This article was originally published on December 23, 2021. The screening date in the article has been changed to reflect the next opportunity to view the film at Smith-Cotton High School on April 29, 2022.  And the screening in Independence on April 13, 2022. 

July 19 -21, 1974 are three days many long-time Sedalia residents will never forget. And three days that Sedalia's city fathers, old-timers, and the Missouri State Fair still seemingly don't want to acknowledge. Yet that didn't stop many in attendance from helping Sedalia native Jeff Lujin tell the story of the Ozark Music Festival in his documentary, which you can see next week at Smith-Cotton Junior High School.

Mike Pettis and I had an opportunity to hang out with Jeff earlier this week and talk about his film, the Ozark Music Festival, its impact on Sedalia, and some of the characters he interviewed while making the film.

It's really amazing how outside of Missouri the Ozark Music Festival isn't really well known, even among music fans. In an article on the film in the Examiner, they say 27 bands including Aerosmith, REO Speedwagon, Lynyrd Skynyrd, Charlie Daniels, and BTO were scheduled to play. You'd think that would have gotten some attention.

Lujin told us some of that is due to the fact that there wasn't a lot of attention paid to the festival by the television networks or even Kansas City media. He went on to say, professionally shot film of the event is hard to come by. And there isn't even a lot of film shot by people who attended the festival.

Additionally, Sedalia's city fathers, the Missouri State Fair, and the Missouri legislature were so angry and embarrassed about what happened with the festival they had no desire to revisit or acknowledge the event even existed.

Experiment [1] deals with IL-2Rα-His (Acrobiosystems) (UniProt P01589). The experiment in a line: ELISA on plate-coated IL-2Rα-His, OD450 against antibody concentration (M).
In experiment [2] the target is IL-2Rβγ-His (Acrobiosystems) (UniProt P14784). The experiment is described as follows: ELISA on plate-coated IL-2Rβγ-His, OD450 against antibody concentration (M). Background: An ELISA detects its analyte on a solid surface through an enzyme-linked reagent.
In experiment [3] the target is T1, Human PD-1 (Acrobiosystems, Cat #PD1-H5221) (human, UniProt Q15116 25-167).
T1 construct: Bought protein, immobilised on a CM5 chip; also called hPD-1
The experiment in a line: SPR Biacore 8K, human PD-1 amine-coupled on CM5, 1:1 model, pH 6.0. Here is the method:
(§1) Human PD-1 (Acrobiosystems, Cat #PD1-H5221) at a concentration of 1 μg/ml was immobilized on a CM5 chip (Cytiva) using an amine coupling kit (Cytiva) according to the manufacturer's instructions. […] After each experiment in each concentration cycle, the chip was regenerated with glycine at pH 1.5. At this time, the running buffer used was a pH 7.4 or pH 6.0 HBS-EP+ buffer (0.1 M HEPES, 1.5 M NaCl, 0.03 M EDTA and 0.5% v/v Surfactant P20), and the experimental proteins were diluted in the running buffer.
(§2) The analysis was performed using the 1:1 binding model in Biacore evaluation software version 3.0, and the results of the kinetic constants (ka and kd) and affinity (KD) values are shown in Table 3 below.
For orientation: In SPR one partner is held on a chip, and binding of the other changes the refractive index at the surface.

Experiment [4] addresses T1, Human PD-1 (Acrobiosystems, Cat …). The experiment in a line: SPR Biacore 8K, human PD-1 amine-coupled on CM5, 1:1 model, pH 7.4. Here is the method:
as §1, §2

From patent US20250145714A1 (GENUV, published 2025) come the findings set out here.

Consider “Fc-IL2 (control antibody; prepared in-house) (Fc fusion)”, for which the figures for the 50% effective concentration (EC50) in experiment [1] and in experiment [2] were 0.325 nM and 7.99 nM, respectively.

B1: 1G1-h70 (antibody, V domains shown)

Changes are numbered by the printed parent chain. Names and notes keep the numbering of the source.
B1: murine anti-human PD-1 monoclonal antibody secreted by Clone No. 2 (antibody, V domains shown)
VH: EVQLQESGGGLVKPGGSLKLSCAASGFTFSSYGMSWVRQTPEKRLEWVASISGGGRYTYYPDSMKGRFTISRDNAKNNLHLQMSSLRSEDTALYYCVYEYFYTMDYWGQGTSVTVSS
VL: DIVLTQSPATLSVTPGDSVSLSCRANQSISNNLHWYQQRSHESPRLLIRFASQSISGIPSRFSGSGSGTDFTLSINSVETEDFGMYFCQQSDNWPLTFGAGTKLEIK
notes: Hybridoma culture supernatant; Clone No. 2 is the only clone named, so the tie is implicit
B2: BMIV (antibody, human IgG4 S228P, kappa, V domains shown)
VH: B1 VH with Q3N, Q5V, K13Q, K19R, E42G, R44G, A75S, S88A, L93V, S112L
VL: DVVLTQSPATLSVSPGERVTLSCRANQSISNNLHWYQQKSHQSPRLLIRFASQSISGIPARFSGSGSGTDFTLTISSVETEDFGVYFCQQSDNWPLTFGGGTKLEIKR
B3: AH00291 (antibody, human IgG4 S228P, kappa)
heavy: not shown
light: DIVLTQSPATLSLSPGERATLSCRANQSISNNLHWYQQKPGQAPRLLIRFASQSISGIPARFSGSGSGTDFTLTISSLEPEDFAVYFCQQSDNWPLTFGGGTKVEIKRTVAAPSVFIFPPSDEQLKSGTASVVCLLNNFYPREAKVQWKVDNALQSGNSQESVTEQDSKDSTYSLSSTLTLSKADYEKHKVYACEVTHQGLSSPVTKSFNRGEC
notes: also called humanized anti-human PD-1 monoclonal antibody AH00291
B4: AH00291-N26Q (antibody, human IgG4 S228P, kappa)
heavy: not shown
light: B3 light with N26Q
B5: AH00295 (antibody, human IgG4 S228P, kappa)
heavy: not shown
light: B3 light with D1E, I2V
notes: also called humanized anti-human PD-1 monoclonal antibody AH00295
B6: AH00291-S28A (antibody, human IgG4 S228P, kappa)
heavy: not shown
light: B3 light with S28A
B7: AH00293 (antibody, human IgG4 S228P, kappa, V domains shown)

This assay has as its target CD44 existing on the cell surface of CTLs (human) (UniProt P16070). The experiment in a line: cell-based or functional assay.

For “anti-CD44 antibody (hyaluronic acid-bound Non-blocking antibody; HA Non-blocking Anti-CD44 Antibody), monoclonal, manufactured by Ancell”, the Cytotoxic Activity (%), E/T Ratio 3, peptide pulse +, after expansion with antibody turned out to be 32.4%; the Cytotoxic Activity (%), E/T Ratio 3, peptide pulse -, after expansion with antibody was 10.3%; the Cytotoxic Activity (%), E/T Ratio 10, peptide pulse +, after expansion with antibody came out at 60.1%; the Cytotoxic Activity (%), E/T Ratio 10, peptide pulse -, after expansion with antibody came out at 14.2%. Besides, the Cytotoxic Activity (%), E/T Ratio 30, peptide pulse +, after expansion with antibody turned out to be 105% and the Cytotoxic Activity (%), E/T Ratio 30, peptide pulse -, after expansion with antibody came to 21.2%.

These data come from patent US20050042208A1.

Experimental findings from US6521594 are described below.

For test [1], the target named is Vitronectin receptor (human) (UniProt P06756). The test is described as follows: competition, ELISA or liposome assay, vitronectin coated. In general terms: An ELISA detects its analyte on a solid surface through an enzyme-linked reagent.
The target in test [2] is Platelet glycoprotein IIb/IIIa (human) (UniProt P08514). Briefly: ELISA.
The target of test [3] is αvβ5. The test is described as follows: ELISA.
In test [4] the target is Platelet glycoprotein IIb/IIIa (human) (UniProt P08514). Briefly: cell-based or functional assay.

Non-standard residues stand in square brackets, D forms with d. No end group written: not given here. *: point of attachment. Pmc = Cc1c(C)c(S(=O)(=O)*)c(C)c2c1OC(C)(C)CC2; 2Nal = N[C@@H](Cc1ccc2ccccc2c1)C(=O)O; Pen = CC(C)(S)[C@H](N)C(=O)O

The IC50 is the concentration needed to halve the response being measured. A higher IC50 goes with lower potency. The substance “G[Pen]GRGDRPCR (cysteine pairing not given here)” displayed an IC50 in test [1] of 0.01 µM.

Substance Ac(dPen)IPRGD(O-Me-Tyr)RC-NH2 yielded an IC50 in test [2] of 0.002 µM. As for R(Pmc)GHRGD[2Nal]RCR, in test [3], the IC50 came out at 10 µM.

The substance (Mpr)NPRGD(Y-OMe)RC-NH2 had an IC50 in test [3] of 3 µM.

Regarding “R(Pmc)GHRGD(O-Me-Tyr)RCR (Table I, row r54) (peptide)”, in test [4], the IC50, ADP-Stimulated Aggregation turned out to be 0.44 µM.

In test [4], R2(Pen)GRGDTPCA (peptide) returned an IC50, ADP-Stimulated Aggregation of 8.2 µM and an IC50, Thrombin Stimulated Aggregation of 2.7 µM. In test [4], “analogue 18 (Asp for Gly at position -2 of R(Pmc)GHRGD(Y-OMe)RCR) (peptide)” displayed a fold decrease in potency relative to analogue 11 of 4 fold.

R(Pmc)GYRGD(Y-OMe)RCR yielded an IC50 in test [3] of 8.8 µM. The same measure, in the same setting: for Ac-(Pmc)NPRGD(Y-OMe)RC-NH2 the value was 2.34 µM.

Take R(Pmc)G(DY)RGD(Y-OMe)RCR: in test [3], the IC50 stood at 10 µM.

I never heard about it until I joined a Facebook group celebrating Kansas City's legendary radio station, KYYS KY-102, where it's occasionally come up as a topic of conversation. (And I've spent a fair amount of time researching and putting specialty weekends together for radio stations celebrating music festivals like Monterey Pop and Woodstock.)

Today the festival is still a sore spot with some of Sedalia's residents. Yet, as perhaps the last of the big festivals of the late 60s and early 70s music era, I think it's time for the City and the Missouri State Fair to acknowledge and celebrate the festival while acknowledging some of the problems and issues it brought to the City.

I'd also like to see the Missouri State Fair and the City entertain the idea of a 50th Anniversary festival. Or at least a concert with a few of the artists who originally played the festival. Heck, I'd like to see the Missouri State Fair program concerts and festivals throughout the summer. It's ridiculous that we have this great facility that for the most part is underutilized.

Will it happen? Lujin had a surprising answer when we posed that question to him.

Take some time and listen to our wide-ranging interview with him about his film, "The Story of the Sedalia Music Festival: 3 Days of Sodom and Gomorrah in Sedalia, Missouri".

The film is being screened at Smith-CottonHigh School Friday, April  29, 2022, at 7:00 PM CDT. Advance tickets are available at Backwoods Guitar, 120 S. Osage, in Sedalia. The film is also screening at the Pharoah Cinema 4 in Independence, Wednesday, April 13, 2022, at 6:00 PM.

Listen to the interview here:

Check Out the Best-Selling Album From the Year You Graduated High School

Do you remember the top album from the year you graduated high school? Stacker analyzed Billboard data to determine just that, looking at the best-selling album from every year going all the way back to 1956. Sales data is included only from 1992 onward when Nielsen's SoundScan began gathering computerized figures.

Going in chronological order from 1956 to 2020, we present the best-selling album from the year you graduated high school.

Gallery Credit: Jacob Osborn

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